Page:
A: Packed with protein, fiber, iron, potassium, and many other nutrients, beans are an essential ingredient in a plant-based diet. Studies have shown that people who eat beans four or more times per week have a 22% lower risk of coronary heart disease. Nearly half of all beans consumed in the Unites States are pinto beans.
Canned beans can be a great time saver. When you drain and rinse canned beans, you reduce the sodium content by about 40%. All of the other beneficial nutrients remain within the bean. Beans are relatively inexpensive and come in many different colors and sizes, so be sure to include all varieties in your diet.
by Alison Ozgur, Registered Dietitian specializing in health and fitness nutrition. - from NW Veg e-Thymes April 2012 vol 68
Gluten Intolerance Group of Portland – gluten-free support groupFebruary 19th, 2012 by Dr Lisa Shaver
Gluten Free Food Fair May 1, 2010 in NE PortlandApril 8th, 2010 by Dr Lisa Shaver
GLUTEN FREE FOOD FAIR
Gluten Free Food Fair in Portland, OR on May 1st 2010, in Laurelhurst neighborhood at All Saint’s Church on NE 39th and Glisan. From 11am to 2pm. Vendors with products from Portland and nationally, also local restaurants, professionals and organizations. Bring friends and family – those who are curious or need more info and understanding.
Raffles drawn at 12 noon, 1pm and 1:45pm – big baskets and gift certificates.
Questions? Contact Lisa Shaver email@example.com 503-577-9339 or Becky Crooke 503-949-3779
Hosted by Portland Metro GIG (Gluten Intolerance Group) of Portland, Salem (MidWillamette) and McMinville.
Pasta with Sautéed Kale, White Beans & AlmondsFebruary 24th, 2009 by Administrator
Pasta with Sautéed Kale, White Beans & Almonds
This warming wholesome dish can be a whole meal. It is easily made dairy and gluten free.
8 ounces whole wheat or rice pasta
1 bunch kale
2 tablespoons olive oil
1 small yellow onion, diced
1/2 teaspoon sea salt
1/2 teaspoon cayenne pepper
3 cloves garlic, minced
1 tablespoon anchovy paste or chopped anchovies
15 oz. white beans fresh, canned, or jarred—rinsed and drained
1/2 cup sliced almonds
Fresh grated parmesan cheese
In a large pot of boiling water, cook pasta according to package directions. Drain pasta. Reserve one-half cup pasta-cooking water.
Separate kale leaves and stems. Shred leaves and thinly slice the tender part of the stems.
Heat a large skillet over medium-high heat. Add oil, onion, and kale stems. Sprinkle with salt and cayenne, and cook for two to three minutes until the onion is tender. Lower the heat and add anchovy paste and garlic. Cook until garlic is fragrant, stirring occasionally. Add kale leaves, cook, stirring occasionally for five minutes or until tender.
Add beans, almonds, and reserved pasta-cooking water and bring to a boil. Add pasta, toss until heated through, and serve topped with fresh parmesan.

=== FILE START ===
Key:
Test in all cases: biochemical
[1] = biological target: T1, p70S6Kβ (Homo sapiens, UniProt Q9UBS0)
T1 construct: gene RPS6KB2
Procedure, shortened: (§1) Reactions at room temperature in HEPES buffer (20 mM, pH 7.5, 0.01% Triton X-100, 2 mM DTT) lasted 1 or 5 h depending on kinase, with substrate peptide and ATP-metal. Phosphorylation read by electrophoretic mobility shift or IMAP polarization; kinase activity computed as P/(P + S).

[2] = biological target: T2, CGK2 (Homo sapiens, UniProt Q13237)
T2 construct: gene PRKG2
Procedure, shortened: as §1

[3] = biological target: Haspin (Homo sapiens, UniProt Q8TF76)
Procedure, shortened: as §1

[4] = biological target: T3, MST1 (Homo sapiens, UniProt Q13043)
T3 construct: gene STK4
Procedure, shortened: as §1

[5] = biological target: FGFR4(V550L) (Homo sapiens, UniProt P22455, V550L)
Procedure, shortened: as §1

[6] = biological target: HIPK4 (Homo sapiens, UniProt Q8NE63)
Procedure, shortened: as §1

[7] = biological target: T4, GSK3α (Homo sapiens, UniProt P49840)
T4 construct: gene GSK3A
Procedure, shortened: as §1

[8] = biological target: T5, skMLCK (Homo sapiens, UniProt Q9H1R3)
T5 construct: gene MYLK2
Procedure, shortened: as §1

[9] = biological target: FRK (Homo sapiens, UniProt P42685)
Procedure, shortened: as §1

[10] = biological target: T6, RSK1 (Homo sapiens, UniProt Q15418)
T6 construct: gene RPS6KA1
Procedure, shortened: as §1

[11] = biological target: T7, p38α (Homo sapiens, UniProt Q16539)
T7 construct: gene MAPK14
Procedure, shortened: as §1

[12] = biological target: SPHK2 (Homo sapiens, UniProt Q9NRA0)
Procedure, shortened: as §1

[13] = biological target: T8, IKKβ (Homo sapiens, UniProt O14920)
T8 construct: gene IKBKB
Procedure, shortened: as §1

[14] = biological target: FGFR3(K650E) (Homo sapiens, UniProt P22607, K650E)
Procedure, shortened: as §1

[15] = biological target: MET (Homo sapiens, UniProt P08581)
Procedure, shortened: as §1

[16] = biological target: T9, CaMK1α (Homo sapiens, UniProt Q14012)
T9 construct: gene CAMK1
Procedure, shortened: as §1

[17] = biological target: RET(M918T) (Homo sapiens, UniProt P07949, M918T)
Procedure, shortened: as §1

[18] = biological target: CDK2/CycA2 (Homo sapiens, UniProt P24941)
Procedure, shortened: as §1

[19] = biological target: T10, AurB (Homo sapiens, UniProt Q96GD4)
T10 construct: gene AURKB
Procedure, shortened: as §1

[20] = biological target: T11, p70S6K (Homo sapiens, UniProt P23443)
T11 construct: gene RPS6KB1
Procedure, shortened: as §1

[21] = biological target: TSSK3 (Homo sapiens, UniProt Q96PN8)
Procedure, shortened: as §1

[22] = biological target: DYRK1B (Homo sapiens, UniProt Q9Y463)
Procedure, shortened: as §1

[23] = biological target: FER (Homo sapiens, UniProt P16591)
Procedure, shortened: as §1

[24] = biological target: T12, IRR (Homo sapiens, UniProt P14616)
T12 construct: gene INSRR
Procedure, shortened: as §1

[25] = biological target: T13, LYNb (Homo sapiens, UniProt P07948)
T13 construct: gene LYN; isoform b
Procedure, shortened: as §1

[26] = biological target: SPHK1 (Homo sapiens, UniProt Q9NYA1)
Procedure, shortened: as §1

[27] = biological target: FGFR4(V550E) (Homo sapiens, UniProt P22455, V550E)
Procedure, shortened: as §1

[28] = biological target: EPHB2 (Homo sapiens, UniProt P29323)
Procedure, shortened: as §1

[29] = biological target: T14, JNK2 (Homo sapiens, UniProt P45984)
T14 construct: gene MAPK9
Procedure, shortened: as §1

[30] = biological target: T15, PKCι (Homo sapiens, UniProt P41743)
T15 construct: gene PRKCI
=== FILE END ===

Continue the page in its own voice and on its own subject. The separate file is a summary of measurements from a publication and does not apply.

Fresh Berry SmoothieJanuary 10th, 2009 by Administrator
Fresh Berry Smoothie. By Reba Akin, ND
Smoothies are one of my breakfast favorites. Smoothies are fast and easy to make as well as a nutritious way to start the day. Maybe you have heard that breakfast is the most important meal of the day. Breakfast is breaking a fast. Your body has just fasted anywhere from 8-12 hours and to really be effective it needs quality protein, fat, and fiber. Below is a basic smoothie recipe. Smoothies allow you to be creative. Mix up the fruits, use vegetables, or add a liquid multi vitamin.
½ cup fresh seasonal berries (strawberries, blueberries, raspberries, or blackberries)
1 cup milk (cows, rice, soy, almond, coconut)
1 tablespoon (or scoop) whey, rice, or hemp protein powder
½ cup organic yogurt (optional)
½ banana (optional)
1 teaspoon soy lecithin (optional—best when used with rice or hemp protein powder)
2 tablespoons ground flaxseed (optional—adds fiber)
Blend it all together and enjoy.
Be creative by adding different berries and fruits.
Avocado SalsaJanuary 10th, 2009 by Administrator
A great salsa to serve with tortilla chips or mix it up and serve it with salmon. by Reba Akin, ND
1 pound grape tomatoes, quartered,
2 avocados cut in chunks1 cup of fresh or frozen cooked corn (thawed)
2 tablespoons fresh, finely chopped cilantro
Juice of one lime
Salt to taste
Toss ingredients together in a bowl and serve with tortilla chips. This salsa is rich in fiber, vitamin C, and potassium. Left over salsa is a great addition to your morning eggs.
Easy Sunday Morning Gluten-Free PancakesOctober 24th, 2007 by Administrator
Dairy-free, sugar-free, egg-free
Yummy for the whole family! These are quick to make, light and fluffy, and a crowd pleaser.
1-1/3 cups Gluten Free All Purpose Baking Flour (Bob’s Red Mill – avail at health food stores)
1 tsp baking powder
1/2 tsp sea salt
1/2 tsp baking soda
2 Tbsp vegetable oil
1/2 to 2 Tbsp honey or maple syrup (to desired sweetness)
1/2 tsp vanilla
¼ to 1/3 cup organic applesauce
In a bowl combine the flour, powder, salt and soda. Sifting the dry ingredients yields a lighter pancake, but is not necessary.
In another bowl combine oil, sweetener, and vanilla.
Mix dry ingredients with wet ingredients – mix only until blended. Then gently fold in the applesauce. Do not over-mix, as this makes pancakes tough and chewy.
Ladle pancake batter onto a preheated and oiled pan, flip pancakes over when they begin to puff and become lightly browned on the edges.
Serve with maple syrup or your favorite fruit, and turkey breakfast sausage for a wholesome, balanced breakfast.
Note: these pancakes must be eaten warm; they do not reheat well.